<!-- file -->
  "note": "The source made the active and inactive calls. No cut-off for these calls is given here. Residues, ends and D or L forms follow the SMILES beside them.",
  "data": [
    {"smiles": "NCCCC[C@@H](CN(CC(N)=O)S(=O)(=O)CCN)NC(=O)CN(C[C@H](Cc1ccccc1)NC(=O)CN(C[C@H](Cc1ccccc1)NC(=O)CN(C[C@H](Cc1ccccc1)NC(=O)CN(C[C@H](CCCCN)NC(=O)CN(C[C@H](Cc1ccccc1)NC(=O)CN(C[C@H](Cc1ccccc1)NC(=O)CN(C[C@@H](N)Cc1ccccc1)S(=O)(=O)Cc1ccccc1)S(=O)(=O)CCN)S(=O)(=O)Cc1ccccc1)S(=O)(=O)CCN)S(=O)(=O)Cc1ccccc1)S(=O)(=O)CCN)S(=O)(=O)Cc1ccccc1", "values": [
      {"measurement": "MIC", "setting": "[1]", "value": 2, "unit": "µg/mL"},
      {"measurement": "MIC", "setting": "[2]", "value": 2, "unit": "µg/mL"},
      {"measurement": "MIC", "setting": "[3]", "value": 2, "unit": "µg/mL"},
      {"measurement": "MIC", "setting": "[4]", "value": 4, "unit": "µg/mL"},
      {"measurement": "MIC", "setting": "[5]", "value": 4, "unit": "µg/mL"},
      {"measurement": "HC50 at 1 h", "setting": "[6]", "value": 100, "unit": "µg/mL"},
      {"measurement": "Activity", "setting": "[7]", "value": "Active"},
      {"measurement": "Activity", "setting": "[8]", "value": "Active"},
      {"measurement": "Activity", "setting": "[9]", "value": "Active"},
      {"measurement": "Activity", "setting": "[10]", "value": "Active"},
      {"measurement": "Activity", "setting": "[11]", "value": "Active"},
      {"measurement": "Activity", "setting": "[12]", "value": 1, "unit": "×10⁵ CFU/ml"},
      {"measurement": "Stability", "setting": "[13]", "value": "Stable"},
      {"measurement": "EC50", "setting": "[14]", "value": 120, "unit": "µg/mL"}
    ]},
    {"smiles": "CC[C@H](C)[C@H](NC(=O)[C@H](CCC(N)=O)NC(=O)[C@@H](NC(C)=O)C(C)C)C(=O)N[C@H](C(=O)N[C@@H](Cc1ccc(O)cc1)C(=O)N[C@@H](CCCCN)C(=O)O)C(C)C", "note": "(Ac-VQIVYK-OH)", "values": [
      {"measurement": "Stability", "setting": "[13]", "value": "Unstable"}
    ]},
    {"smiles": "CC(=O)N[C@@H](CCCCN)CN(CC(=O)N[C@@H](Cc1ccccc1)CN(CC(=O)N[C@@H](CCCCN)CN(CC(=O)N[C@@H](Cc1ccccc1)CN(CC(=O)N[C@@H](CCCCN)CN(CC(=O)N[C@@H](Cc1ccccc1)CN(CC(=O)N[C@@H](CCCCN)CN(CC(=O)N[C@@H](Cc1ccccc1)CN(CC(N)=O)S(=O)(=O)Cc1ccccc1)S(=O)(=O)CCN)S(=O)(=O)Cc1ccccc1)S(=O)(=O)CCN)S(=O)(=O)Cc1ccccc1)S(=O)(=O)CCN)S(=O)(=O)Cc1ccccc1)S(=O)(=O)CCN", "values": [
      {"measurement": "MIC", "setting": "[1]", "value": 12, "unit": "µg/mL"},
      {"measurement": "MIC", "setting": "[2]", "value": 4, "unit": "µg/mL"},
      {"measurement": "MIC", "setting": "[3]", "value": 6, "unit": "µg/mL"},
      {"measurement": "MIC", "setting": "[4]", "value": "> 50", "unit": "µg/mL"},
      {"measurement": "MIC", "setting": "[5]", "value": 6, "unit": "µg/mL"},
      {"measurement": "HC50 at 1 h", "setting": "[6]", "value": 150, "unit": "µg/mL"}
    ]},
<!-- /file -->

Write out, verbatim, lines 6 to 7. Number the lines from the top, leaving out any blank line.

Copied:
      {"measurement": "MIC", "setting": "[3]", "value": 2, "unit": "µg/mL"},
      {"measurement": "MIC", "setting": "[4]", "value": 4, "unit": "µg/mL"},